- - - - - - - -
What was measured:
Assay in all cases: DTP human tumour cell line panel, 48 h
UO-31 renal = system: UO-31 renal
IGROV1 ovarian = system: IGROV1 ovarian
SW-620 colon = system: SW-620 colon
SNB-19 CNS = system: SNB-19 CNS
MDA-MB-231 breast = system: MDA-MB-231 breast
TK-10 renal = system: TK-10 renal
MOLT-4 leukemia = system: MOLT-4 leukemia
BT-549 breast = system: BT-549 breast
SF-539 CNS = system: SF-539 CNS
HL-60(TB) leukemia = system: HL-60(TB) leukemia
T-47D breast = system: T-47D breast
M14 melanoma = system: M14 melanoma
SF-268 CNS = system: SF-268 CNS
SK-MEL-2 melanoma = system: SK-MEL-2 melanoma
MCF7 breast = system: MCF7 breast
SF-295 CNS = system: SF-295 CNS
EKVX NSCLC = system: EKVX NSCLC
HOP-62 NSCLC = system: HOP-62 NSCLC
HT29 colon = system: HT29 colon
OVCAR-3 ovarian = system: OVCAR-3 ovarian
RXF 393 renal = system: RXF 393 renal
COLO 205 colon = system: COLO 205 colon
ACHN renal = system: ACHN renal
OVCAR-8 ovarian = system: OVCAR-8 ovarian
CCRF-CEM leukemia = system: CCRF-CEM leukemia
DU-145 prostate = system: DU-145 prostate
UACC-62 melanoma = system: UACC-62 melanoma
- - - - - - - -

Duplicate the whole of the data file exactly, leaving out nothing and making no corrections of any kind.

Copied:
What was measured:
Assay in all cases: DTP human tumour cell line panel, 48 h
UO-31 renal = system: UO-31 renal
IGROV1 ovarian = system: IGROV1 ovarian
SW-620 colon = system: SW-620 colon
SNB-19 CNS = system: SNB-19 CNS
MDA-MB-231 breast = system: MDA-MB-231 breast
TK-10 renal = system: TK-10 renal
MOLT-4 leukemia = system: MOLT-4 leukemia
BT-549 breast = system: BT-549 breast
SF-539 CNS = system: SF-539 CNS
HL-60(TB) leukemia = system: HL-60(TB) leukemia
T-47D breast = system: T-47D breast
M14 melanoma = system: M14 melanoma
SF-268 CNS = system: SF-268 CNS
SK-MEL-2 melanoma = system: SK-MEL-2 melanoma
MCF7 breast = system: MCF7 breast
SF-295 CNS = system: SF-295 CNS
EKVX NSCLC = system: EKVX NSCLC
HOP-62 NSCLC = system: HOP-62 NSCLC
HT29 colon = system: HT29 colon
OVCAR-3 ovarian = system: OVCAR-3 ovarian
RXF 393 renal = system: RXF 393 renal
COLO 205 colon = system: COLO 205 colon
ACHN renal = system: ACHN renal
OVCAR-8 ovarian = system: OVCAR-8 ovarian
CCRF-CEM leukemia = system: CCRF-CEM leukemia
DU-145 prostate = system: DU-145 prostate
UACC-62 melanoma = system: UACC-62 melanoma